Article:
I think a lot of people are like I was this morning. That is, I had an unexamined mental image of “genetic modification” as something that’s only been possible either through selective breeding1 or some sort of computer-heavy process starting in the 90s.
Well, there is more middle ground than morning-Maya knew. I came across this while traipsing around in the Hybrid fruit category on Wikipedia2. And – just because it sort of blows my mind – remember when reading this that this technique has been around since at least the 1940s.
Colchicine is widely used in plant breeding by inducing polyploidy in plant cells to produce new or improved varieties, strains, and cultivars. When used to induce polyploidy in plants, colchicine cream is usually applied to a growth point of the plant, such as an apical tip, shoot, or sucker. Seeds can be presoaked in a colchicine solution before planting. Since chromosome segregation is driven by microtubules, colchicine alters cellular division by inhibiting chromosome segregation during meiosis; half the resulting gametes, therefore, contains no chromosomes, while the other half contains double the usual number of chromosomes (i.e., diploid instead of haploid, as gametes usually are), and lead to embryos with double the usual number of chromosomes (i.e., tetraploid instead of diploid). While this would be fatal in most higher animal cells, in plant cells, it is not only usually well-tolerated, but also frequently results in larger, hardier, faster-growing, and in general more desirable plants than the normally diploid parents. For this reason, this type of genetic manipulation is frequently used in breeding plants commercially.
When such a tetraploid plant is crossed with a diploid plant, the triploid offspring are usually sterile (unable to produce fertile seeds or spores), although many triploids can be propagated vegetatively. Growers of annual triploid plants not readily propagated vegetatively cannot produce a second-generation crop from the seeds (if any) of the triploid crop and need to buy triploid seed from a supplier each year. Many sterile triploid plants, including some trees and shrubs, are becoming increasingly valued in horticulture and landscaping because they do not become invasive species and do not drop undesirable fruit and seed litter. In certain species, colchicine-induced triploidy has been used to create “seedless” fruit, such as seedless watermelons (Citrullus lanatus). Since most triploids do not produce pollen themselves, such plants usually require cross-pollination with a diploid parent to induce seedless fruit production.
The ability of colchicine to induce polyploidy can be also exploited to render infertile hybrids fertile, for example in breeding triticale (× Triticosecale) from wheat (Triticum spp.) and rye (Secale cereale). Wheat is typically tetraploid and rye diploid, with their triploid hybrid infertile; treatment of triploid triticale with colchicine gives fertile hexaploid triticale.
I know that’s a lot of text, so I want to call out a list of things that are just wild about this to me:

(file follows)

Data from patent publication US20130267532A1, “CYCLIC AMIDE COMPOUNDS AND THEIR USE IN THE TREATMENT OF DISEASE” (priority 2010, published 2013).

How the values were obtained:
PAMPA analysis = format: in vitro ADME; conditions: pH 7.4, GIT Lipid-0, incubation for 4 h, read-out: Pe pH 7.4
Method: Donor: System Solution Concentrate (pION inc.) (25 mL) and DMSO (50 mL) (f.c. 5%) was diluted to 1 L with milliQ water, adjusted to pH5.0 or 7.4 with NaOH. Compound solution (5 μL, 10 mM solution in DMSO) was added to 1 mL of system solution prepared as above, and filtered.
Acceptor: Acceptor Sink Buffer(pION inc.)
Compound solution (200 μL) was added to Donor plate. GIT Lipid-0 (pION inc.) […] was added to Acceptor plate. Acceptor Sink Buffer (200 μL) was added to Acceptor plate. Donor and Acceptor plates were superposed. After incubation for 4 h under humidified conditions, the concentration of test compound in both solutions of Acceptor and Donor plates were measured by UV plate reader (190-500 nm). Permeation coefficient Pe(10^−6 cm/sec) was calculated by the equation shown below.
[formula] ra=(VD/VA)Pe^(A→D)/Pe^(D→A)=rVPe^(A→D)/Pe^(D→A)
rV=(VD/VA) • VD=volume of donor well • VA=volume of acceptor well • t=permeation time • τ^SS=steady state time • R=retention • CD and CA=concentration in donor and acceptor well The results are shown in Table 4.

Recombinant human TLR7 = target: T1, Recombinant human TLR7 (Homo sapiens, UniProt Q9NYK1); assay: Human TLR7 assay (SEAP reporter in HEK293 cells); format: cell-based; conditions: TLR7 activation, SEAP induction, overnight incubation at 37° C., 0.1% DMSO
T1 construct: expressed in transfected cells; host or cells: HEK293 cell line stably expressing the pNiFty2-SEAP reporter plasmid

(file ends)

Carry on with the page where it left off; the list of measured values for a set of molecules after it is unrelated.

- Polyploidy means having extra sets of chromosomes, which of course we’re all familiar with from awful conditions that can cause in people, but plants just… use all the chromosomes they have sitting around? The more ploidy they are, the better they get?
- We can do polyploidy math to determine fertility?
(2 + 4)/2 = 3, so odd so it’s infertile,
* 2for colchicine becomes
6again, so it’s fertile? This cannot be how it works. Je refuse.
- Oh, and it’s saying they use the triploid infertility to do plant DRM. Of course they fucking do.
- You’re telling me that every seedless watermelon I’ve ever eaten had the same backstory as the Hulk and no one bothered to advertise this?
- And they just rub Dr. Dioscorides’ Patented Mutant Cream on the plants? Captain America didn’t need to get in the iron maiden after all?
- It is “increasingly valued” that we broke the reproduction of a kind of plant because it’s so inconvenient to deal with fruit and seed litter. Somewhere there is a very dark metaphor here, though one to only be made carefully.
- Wheat is so civilizationally important, and rye is so civilizationally important, and they made a mashup and I didn’t even know. At least we are not letting down our ancestors in the sense that yes, someone has made it into a beer.
- Durum wheat is a non-colchicine-induced polyploid variety of wheat that you’ll likely have heard of: it’s-a what they make-a the pasta from. Instead of being diploid like you or me or basic bitch wheat, which means two sets of chromosomes, it has four sets of chromosomes. Wheat was so good they made a Wheat 2
The Anglo world, particularly Britain, has shown an impressive ability to forget just how into eugenics it has been. The timing of all those dog breed clubs: not an accident. You will find in literature “good breeding” referred to without irony decades after That War Fought Over Such Things. Someone really needs to explain to me how this was memory-holed so effectively. ↩
As one does. ↩